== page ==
It’s almost summer

Growing up in the produce industry and working summers on the wholesale produce market in downtown Los Angeles, my fondest memories are of the wonderful smell of tree ripened summer fruit.

You know what I mean. Peaches, nectarines and plums… These fruits were at their peak of season while I was working summers in high school. If I was lucky, our next door neighbor on the produce market, Giumarra Brothers, would occasionally give us a box of fruit to enjoy.

Well, it’s almost that time of year again.

Over the past few weeks, Frieda’s has been receiving bulletins from many of our fruit grower friends, updating us on their crop projections. I know it’s hard to believe, but some of the biggest grower/shippers (a shipper is a company that packs and sells fruit on behalf of growers) start working with their big retail customers (Kroger, Wal-Mart, Safeway, Albertson’s and all the regional chain stores) at least 6 months in advance to plan their promotional activities, so the fruit is pre-sold before it is harvested.

Unfortunately, over the last 20 years, the tree fruit industry has seen a decline in tree fruit per capita consumption. I’m pretty sure most of that is because consumers vote with their dollars. If you go to the store and buy fruit that looks good but does not taste good, you just don’t buy it again.

Years ago, too many growers thought that the appearance of the fruit was the most important quality – a red blush on the outside skin, or “high color” as we call it in the trade. Many growers planted beautiful-looking fruit that did not taste good when they ripened. Or, they harvested fruit before it was mature, and it never got that juicy, mouth watering ripeness and flavor. So, consumers stopped buying them.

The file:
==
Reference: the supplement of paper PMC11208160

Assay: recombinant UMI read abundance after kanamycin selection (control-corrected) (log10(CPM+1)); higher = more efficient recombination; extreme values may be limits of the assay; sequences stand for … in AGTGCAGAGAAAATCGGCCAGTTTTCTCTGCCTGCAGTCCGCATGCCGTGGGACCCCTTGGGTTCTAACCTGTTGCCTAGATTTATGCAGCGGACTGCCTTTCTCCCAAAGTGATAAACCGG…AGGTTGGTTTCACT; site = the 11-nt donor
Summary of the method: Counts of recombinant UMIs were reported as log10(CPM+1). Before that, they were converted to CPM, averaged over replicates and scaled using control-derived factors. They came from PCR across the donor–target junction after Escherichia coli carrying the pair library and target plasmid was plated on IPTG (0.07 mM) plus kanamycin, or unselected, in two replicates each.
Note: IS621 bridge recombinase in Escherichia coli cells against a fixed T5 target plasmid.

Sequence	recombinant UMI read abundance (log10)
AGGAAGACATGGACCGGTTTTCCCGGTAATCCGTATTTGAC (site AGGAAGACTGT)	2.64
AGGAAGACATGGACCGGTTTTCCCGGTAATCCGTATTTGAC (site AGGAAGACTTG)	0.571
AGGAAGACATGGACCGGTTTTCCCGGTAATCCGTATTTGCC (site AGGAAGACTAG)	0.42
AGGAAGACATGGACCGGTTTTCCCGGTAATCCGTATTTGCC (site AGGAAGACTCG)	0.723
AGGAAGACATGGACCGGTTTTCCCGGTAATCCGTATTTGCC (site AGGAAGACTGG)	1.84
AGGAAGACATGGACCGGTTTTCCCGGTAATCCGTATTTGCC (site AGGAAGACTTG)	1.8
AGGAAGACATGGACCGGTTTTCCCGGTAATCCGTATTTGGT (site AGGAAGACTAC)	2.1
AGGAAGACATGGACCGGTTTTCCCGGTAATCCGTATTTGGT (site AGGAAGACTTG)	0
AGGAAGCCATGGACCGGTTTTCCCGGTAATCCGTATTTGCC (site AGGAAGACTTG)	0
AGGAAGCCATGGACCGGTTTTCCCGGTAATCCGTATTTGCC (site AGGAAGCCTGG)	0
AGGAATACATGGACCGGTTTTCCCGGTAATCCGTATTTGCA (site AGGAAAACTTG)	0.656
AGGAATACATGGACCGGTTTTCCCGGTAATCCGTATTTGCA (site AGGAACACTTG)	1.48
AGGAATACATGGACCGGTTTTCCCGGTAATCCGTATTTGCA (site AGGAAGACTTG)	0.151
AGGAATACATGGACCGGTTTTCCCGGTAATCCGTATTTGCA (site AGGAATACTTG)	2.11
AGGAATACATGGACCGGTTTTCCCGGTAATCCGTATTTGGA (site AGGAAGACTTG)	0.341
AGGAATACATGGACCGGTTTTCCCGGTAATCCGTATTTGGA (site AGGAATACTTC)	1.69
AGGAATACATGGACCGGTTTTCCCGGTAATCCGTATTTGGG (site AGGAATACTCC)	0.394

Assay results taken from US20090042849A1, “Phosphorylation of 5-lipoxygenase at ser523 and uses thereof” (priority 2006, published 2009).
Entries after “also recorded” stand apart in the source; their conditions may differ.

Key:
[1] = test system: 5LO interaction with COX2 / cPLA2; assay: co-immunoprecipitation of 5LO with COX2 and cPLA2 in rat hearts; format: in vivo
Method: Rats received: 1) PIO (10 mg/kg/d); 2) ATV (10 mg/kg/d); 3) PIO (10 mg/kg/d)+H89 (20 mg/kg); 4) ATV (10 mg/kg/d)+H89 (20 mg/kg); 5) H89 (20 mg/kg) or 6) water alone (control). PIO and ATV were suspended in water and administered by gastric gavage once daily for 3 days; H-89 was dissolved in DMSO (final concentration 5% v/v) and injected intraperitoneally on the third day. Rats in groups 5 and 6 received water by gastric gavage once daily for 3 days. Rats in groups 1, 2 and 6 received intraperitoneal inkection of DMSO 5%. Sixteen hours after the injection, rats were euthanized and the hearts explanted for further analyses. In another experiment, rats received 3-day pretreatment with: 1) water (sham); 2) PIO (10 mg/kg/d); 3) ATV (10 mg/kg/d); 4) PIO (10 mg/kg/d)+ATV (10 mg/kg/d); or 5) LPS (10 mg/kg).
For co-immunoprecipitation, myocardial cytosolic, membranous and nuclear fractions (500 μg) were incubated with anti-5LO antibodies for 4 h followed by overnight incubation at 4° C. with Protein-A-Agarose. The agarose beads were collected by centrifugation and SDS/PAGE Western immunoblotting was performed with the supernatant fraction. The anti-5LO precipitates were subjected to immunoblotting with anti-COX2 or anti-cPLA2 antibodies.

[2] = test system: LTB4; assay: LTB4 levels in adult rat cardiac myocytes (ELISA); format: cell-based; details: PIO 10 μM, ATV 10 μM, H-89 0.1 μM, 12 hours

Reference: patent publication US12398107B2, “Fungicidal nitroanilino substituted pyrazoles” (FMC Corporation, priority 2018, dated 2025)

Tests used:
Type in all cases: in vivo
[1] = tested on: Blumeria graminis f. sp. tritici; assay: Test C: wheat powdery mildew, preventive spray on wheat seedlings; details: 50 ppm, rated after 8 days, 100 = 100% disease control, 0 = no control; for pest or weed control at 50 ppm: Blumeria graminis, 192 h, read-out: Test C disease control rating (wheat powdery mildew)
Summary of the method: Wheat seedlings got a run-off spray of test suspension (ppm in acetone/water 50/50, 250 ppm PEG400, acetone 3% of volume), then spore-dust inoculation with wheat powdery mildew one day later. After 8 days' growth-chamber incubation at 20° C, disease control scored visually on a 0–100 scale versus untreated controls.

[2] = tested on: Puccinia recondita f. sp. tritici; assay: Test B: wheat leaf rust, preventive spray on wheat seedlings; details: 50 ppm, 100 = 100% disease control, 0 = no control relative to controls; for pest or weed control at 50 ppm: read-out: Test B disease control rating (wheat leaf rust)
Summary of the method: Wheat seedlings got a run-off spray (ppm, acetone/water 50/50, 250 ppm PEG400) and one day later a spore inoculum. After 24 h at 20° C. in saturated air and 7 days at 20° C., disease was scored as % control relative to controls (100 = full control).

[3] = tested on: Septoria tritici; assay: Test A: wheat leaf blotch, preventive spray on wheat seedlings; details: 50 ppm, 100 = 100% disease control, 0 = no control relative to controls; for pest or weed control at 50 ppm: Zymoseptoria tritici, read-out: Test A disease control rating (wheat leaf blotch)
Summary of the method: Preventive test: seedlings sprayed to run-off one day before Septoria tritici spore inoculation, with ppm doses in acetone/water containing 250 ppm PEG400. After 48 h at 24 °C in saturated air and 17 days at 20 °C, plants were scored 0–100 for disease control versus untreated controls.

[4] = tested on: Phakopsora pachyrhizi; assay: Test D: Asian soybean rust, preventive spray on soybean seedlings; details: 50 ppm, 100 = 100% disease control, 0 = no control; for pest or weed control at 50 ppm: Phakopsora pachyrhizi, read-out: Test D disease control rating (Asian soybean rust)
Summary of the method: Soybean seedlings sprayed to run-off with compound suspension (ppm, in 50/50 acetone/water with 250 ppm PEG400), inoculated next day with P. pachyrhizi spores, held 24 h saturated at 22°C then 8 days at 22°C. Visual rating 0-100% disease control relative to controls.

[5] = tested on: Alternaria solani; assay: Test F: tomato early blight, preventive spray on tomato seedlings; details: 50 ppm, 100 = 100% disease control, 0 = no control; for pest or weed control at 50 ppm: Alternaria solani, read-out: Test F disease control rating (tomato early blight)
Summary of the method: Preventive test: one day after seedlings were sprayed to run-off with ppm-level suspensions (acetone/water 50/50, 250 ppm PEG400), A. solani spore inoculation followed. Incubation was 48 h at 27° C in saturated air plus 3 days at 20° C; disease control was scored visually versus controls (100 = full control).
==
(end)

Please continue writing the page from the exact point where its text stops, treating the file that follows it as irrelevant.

Our industry also found out something incredibly important. Tree fruit must either be kept REALLY cold (35 degrees or colder), or it must be warm (over 58 degrees). If the fruit is held at the temperature zone in between before it ripens (36 – 57 degrees, like in storage or at the supermarket warehouse), it is the “killing zone,” and that temperature range basically kills the flavor of the fruit.

So what does this mean to you, the home shopper?

  1. Buy only fruit that you can consume in a few days.
  2. When you get it home, put the tree fruit on the counter out of the sun and let it ripen up (which it will do quickly). Or if you want to hasten the ripening, put the fruit in a brown paper bag to create a mini ripening atmosphere.
  3. Only after the fruit is soft and smells good can you put it in the refrigerator. But really, you should just eat it!
  4. Don’t refrigerate unripened tree fruit, because your home refrigerator is not usually under 35 degrees… It’s probably around 37 degrees, aka “the killing zone” for tree fruit flavor.

The good news is that growers are aware of the poor practices in the past and there has been a wave of new fruit varieties with fantastic flavor. Many of the old varieties have been “torn out” and replaced with newer varieties. And our industry has spent a lot of research and education dollars letting retailers know best practices for handling tree fruit.

I am looking forward to this year’s harvest of peaches and nectarines. (Nectarines are my personal favorite!) I think we will see some wonderful tasting fruit. Plus, the newest varieties of Pluots (a cross between a plum and apricot) also have some amazing taste profiles.

I would love to hear about your experiences with this year’s fruit crop. Feel free to post your comments on our company Facebook Page: